Malia's op-ed was originally published by The Revelator and ran on Wednesday, September 29, prior to the House's passage of the bill.
The insect world’s version of the ultramarathon is now taking place across the United States. Monarch butterflies have started their journey to the groves where they’ll spend the winter. Monarchs west of the Rocky Mountains have a long trip to the California coast before them, while eastern monarchs have a hefty 3,000-mile trek to the forests of Mexico.
Despite their hardy nature, monarchs have suffered severe population losses. In the past several decades the eastern population has declined 80%, while its western counterpart has fared even more poorly. In the West, monarchs are at less than 0.1% of the population they had in the 1980s. Last year’s winter count fell short of just 2,000 butterflies. These numbers reflect a very real threat of extinction for this iconic species.
But there’s hope, and it comes from an unexpected place: the Biden administration’s infrastructure agenda.
In addition to supporting traditional infrastructure such as roads and bridges, the current version of the Infrastructure Investments and Jobs Act in Congress contains funding for pollinator-friendly roadsides, as well as provisions to revegetate areas devastated by invasive species.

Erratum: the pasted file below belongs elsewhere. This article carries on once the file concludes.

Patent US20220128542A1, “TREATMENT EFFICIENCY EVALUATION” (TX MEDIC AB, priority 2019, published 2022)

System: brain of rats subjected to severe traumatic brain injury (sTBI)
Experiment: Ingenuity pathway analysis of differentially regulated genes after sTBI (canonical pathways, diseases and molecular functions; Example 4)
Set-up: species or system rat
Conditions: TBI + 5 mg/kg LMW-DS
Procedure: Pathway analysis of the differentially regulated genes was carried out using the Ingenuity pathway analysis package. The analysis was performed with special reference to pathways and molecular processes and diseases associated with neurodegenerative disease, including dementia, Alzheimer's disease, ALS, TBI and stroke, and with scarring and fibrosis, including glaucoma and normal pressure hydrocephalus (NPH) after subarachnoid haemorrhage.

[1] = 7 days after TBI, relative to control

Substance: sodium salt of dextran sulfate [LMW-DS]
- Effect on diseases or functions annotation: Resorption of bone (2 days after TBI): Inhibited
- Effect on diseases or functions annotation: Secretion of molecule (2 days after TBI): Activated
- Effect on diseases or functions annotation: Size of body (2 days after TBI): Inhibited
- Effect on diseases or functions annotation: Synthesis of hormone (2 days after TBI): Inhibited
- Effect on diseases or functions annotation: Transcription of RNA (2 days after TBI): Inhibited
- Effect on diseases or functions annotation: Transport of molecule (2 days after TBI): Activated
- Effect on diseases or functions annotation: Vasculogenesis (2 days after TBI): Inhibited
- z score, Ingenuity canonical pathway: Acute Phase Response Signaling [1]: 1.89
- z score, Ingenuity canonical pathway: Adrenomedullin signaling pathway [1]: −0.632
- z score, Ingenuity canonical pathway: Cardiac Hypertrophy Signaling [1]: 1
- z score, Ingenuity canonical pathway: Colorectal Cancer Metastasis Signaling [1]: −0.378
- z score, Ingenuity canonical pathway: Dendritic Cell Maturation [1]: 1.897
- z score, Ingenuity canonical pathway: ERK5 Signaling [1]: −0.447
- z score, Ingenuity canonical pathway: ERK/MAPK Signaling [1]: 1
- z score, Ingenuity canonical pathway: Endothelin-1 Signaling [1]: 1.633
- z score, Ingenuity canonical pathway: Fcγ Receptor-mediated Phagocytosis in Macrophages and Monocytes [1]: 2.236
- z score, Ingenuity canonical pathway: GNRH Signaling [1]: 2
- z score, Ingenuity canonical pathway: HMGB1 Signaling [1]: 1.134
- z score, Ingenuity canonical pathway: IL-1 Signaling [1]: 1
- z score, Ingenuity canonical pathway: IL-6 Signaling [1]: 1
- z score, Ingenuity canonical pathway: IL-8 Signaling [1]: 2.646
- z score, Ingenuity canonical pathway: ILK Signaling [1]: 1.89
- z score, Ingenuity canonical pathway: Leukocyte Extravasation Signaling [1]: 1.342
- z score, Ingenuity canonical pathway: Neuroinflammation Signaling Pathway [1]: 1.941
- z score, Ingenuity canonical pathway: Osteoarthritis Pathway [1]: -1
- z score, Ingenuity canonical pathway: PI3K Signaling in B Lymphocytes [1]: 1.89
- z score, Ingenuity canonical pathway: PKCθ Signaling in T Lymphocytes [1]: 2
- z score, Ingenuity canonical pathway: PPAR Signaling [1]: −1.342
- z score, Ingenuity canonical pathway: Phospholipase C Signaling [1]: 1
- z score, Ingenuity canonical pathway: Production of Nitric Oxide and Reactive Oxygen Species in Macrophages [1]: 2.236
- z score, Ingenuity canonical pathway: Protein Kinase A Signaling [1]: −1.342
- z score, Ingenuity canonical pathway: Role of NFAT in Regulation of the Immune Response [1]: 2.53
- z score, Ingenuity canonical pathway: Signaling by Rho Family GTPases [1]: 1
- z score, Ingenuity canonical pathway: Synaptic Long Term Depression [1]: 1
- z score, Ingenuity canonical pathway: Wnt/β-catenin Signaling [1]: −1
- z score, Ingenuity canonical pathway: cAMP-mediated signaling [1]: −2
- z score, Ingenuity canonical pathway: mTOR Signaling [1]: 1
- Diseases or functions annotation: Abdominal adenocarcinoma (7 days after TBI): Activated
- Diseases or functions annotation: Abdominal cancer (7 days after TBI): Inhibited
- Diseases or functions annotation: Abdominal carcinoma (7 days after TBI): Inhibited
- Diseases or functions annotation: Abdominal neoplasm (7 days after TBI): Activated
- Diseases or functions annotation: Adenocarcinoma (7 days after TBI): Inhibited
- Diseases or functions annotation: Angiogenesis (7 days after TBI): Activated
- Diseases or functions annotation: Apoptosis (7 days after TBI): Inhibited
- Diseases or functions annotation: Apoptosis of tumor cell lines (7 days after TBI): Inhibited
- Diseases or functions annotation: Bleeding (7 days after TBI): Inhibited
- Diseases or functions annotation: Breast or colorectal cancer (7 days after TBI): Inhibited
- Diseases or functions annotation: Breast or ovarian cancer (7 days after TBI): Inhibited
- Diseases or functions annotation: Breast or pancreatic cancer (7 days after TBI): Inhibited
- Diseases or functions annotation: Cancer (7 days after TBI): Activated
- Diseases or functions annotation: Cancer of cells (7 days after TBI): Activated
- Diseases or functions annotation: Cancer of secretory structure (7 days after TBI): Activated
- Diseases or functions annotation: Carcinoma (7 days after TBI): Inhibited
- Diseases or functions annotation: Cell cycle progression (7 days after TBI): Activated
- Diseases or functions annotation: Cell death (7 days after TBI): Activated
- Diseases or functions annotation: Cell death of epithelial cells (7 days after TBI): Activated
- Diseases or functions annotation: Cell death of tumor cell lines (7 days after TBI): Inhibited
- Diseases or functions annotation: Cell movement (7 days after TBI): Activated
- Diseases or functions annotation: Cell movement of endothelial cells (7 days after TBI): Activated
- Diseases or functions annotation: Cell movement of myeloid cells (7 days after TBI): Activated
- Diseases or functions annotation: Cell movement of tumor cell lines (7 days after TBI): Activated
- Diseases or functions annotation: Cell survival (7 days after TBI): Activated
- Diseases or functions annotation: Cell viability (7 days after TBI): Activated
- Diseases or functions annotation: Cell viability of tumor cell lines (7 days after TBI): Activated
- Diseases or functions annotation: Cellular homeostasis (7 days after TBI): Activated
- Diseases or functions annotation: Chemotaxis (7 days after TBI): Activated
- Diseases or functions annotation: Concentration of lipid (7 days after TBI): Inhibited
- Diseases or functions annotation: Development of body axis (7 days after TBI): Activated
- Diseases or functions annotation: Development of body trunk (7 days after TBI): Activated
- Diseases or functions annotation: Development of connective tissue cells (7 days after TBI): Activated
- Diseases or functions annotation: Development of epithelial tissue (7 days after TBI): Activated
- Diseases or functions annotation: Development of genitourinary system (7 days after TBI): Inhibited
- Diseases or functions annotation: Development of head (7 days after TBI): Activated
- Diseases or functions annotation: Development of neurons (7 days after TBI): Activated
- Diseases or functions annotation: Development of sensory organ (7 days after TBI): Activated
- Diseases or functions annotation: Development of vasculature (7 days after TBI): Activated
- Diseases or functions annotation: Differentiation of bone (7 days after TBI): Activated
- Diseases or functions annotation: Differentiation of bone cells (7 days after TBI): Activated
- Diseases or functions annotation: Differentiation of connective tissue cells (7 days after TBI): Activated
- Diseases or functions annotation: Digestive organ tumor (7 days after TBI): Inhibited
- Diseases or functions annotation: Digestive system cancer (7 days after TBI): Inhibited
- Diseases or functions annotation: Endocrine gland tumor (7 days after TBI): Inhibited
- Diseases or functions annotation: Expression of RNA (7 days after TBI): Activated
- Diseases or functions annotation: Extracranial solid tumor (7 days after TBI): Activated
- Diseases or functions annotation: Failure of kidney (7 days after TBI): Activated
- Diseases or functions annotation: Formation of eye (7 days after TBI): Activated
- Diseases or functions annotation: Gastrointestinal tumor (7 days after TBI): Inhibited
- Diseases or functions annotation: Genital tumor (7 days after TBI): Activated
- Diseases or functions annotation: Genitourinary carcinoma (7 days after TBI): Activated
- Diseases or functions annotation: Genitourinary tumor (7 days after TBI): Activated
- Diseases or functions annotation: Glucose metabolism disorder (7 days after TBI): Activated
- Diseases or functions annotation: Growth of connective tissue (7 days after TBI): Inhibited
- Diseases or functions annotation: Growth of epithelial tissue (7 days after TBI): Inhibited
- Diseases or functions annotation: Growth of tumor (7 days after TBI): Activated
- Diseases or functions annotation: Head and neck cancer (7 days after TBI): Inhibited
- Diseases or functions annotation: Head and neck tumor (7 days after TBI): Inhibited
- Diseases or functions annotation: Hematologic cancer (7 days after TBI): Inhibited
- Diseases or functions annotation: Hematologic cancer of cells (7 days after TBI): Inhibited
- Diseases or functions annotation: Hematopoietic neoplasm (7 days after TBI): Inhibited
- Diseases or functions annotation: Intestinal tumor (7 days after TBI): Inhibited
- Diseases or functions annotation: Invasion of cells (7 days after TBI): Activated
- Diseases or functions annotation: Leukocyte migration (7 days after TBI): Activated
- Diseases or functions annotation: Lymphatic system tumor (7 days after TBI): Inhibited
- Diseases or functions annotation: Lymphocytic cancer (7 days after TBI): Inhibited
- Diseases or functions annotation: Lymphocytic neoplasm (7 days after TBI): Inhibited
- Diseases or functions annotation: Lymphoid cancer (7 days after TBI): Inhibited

Throughout the United States, there are 10 million acres of prime space for habitat along roadsides. Why not use it to rebuild populations for butterflies and bees? That’s the opportunity before us, and the infrastructure bill would provide $2 million annually to relevant agencies for pollinator-friendly plantings. Grants of up to $150,000 would go toward much-needed projects for “planting and seeding of native, locally appropriate grasses and wildflowers, including milkweed.” Other techniques to protect pollinators detailed in the bill — yes, it’s that thorough — are as simple as reducing mowing frequency, timing mowing to avoid disturbing pollinators, and using pesticides more judiciously.